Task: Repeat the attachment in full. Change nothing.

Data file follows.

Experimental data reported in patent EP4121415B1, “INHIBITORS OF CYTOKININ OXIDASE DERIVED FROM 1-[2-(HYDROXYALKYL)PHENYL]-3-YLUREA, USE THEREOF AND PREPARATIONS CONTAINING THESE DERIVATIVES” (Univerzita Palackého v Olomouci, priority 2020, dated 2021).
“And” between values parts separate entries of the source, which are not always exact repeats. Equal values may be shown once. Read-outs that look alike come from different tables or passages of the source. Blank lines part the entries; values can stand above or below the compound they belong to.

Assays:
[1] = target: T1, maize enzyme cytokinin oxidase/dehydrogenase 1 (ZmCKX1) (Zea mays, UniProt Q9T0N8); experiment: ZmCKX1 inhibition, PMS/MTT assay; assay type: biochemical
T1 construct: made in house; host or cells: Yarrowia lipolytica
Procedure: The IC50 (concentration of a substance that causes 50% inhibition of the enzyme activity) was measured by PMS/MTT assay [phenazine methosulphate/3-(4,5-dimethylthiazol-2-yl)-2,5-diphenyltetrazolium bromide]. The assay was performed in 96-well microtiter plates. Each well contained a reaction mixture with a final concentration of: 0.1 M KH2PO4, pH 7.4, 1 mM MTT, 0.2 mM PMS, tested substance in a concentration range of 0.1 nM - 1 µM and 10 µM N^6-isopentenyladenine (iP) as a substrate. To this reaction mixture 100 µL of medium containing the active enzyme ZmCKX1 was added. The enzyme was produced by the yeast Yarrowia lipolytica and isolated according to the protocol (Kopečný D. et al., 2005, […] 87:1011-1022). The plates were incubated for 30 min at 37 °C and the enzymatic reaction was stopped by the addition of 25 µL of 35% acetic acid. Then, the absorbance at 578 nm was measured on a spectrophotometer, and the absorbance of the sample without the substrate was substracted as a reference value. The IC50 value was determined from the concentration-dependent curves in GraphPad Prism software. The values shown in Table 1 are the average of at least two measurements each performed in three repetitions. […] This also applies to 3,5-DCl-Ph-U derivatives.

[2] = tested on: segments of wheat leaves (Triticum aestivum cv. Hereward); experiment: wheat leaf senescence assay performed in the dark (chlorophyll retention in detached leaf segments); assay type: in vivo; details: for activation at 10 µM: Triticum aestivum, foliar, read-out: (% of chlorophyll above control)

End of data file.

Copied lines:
Experimental data reported in patent EP4121415B1, “INHIBITORS OF CYTOKININ OXIDASE DERIVED FROM 1-[2-(HYDROXYALKYL)PHENYL]-3-YLUREA, USE THEREOF AND PREPARATIONS CONTAINING THESE DERIVATIVES” (Univerzita Palackého v Olomouci, priority 2020, dated 2021).
“And” between values parts separate entries of the source, which are not always exact repeats. Equal values may be shown once. Read-outs that look alike come from different tables or passages of the source. Blank lines part the entries; values can stand above or below the compound they belong to.

Assays:
[1] = target: T1, maize enzyme cytokinin oxidase/dehydrogenase 1 (ZmCKX1) (Zea mays, UniProt Q9T0N8); experiment: ZmCKX1 inhibition, PMS/MTT assay; assay type: biochemical
T1 construct: made in house; host or cells: Yarrowia lipolytica
Procedure: The IC50 (concentration of a substance that causes 50% inhibition of the enzyme activity) was measured by PMS/MTT assay [phenazine methosulphate/3-(4,5-dimethylthiazol-2-yl)-2,5-diphenyltetrazolium bromide]. The assay was performed in 96-well microtiter plates. Each well contained a reaction mixture with a final concentration of: 0.1 M KH2PO4, pH 7.4, 1 mM MTT, 0.2 mM PMS, tested substance in a concentration range of 0.1 nM - 1 µM and 10 µM N^6-isopentenyladenine (iP) as a substrate. To this reaction mixture 100 µL of medium containing the active enzyme ZmCKX1 was added. The enzyme was produced by the yeast Yarrowia lipolytica and isolated according to the protocol (Kopečný D. et al., 2005, […] 87:1011-1022). The plates were incubated for 30 min at 37 °C and the enzymatic reaction was stopped by the addition of 25 µL of 35% acetic acid. Then, the absorbance at 578 nm was measured on a spectrophotometer, and the absorbance of the sample without the substrate was substracted as a reference value. The IC50 value was determined from the concentration-dependent curves in GraphPad Prism software. The values shown in Table 1 are the average of at least two measurements each performed in three repetitions. […] This also applies to 3,5-DCl-Ph-U derivatives.

[2] = tested on: segments of wheat leaves (Triticum aestivum cv. Hereward); experiment: wheat leaf senescence assay performed in the dark (chlorophyll retention in detached leaf segments); assay type: in vivo; details: for activation at 10 µM: Triticum aestivum, foliar, read-out: (% of chlorophyll above control)